3.2. Regression Analysis Results

The effects of the explanatory variables on the quantity of food import in Nigeria from 1981 to 2010 were examined using regression models as a tool. The models were tried under three basic functional forms and the linear form was eventually chosen as the lead equation. This was based on the high value of coefficient of multiple determinations (R2) and the significance of the variables in conformity with a priori expectations. The effects of each of the explanatory variables on total food import were investigated by regressing the individual explanatory variable on total food import as the dependent variable. Results obtained from the analyses as shown in Table 1 reveal that they all contributed significantly (P < 0.01) to the observed trend in total food import in Nigeria over the 30-year period covered by the study.

However, attempts made at finding the combined effects of all the explanatory variables taken together on total food import gave results as presented in Table2 As shown, the regression estimates indicated that all the explanatory variables (relative price, external reserves, population estimate) except national income and domes-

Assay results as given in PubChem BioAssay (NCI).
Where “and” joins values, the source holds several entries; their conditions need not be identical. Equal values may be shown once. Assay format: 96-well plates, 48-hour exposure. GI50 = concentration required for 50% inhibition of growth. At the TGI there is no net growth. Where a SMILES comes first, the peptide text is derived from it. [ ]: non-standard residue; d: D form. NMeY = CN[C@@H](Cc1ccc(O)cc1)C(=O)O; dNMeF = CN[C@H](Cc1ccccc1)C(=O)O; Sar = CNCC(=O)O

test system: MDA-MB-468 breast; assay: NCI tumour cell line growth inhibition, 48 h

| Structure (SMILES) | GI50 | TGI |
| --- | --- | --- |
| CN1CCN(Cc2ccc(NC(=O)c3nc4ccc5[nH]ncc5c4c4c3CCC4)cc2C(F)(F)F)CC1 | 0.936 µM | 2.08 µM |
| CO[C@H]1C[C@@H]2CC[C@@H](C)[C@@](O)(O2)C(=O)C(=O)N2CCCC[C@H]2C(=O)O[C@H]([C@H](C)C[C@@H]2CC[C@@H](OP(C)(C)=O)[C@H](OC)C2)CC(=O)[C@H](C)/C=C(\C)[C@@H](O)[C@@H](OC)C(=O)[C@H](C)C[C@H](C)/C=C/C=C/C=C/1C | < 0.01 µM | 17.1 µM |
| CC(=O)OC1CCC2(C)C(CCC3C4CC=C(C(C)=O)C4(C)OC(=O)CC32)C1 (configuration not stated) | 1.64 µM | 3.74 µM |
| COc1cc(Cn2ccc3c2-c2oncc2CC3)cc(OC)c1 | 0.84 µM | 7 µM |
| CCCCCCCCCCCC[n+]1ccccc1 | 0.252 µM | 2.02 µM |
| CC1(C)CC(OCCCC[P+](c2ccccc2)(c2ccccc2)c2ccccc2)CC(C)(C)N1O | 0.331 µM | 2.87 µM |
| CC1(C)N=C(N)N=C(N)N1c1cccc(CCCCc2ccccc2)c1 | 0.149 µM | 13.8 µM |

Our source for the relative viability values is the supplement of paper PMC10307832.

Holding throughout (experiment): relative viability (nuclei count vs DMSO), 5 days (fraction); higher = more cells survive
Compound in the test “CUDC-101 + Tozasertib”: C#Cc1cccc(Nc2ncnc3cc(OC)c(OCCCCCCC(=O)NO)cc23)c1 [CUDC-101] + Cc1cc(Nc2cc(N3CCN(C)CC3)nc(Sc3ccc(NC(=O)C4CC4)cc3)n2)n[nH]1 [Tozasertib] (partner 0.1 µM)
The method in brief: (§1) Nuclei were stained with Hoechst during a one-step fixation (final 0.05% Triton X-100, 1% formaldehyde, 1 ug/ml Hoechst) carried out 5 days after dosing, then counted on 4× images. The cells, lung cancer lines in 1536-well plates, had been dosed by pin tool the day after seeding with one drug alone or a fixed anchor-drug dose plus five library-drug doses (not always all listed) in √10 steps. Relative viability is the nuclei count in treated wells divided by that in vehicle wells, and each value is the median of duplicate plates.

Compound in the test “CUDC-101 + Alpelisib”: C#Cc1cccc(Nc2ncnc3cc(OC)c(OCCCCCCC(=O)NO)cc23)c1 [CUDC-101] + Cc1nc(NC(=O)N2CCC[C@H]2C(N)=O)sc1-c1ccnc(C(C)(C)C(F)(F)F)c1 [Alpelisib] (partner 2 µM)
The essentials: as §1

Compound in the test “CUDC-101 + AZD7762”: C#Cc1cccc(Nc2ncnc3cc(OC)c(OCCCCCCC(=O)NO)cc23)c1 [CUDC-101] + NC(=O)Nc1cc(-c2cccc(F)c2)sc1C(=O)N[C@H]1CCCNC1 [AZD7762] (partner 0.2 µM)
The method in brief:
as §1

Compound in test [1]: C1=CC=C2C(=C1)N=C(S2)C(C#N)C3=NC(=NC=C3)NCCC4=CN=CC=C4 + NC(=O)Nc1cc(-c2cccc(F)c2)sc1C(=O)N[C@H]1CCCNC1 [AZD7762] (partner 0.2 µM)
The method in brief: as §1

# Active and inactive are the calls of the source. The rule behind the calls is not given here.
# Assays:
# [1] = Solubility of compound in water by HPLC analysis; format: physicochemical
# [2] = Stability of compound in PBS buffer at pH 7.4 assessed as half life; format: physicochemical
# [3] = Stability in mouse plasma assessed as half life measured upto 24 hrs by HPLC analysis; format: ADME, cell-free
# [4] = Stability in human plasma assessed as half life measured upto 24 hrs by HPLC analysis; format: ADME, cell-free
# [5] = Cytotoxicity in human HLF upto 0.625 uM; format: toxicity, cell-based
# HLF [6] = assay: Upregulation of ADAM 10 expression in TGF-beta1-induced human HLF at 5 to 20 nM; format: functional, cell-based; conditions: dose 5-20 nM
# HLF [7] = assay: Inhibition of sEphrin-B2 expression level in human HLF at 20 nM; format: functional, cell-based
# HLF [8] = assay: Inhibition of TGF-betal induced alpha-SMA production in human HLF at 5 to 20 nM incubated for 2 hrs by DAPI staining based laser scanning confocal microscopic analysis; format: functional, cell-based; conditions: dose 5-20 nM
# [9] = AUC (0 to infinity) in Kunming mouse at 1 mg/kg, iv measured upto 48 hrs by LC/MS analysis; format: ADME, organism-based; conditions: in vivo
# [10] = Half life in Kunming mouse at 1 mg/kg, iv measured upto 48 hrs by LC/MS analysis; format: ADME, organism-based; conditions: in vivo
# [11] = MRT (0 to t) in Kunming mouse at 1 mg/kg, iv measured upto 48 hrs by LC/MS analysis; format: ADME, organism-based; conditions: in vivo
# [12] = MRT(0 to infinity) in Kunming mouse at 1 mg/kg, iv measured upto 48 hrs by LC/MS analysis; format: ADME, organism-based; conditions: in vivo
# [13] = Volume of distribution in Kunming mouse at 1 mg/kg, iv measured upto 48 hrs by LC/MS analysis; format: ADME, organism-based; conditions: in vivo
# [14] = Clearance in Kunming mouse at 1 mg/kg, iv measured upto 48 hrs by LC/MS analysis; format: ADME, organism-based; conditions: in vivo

Figure 1. Trend in the quantity of selected food import (rice, wheat and sugar) of Nigeria (1981-2010).

Table 1. Regression results of disaggregated analyses.

Source: Collated from results of several re-runs of regression analyses.

Table 2. Regression estimate of the explanatory variables on the quantity of food import.

Source: Computed from Survey Data 2013.

tic food production were positively related to food import. The coefficient of multiple determinations (R2) of 0.77 indicates that 77.0% of the variation in the quantity of Nigeria’s food import was greatly influenced by the explanatory variables included in the model. The positive signs of the coefficients indicate that, as the values or rates of those explanatory variables increase, the volume or the quantity of food import also increases.

3.3. Correlation Analysis Results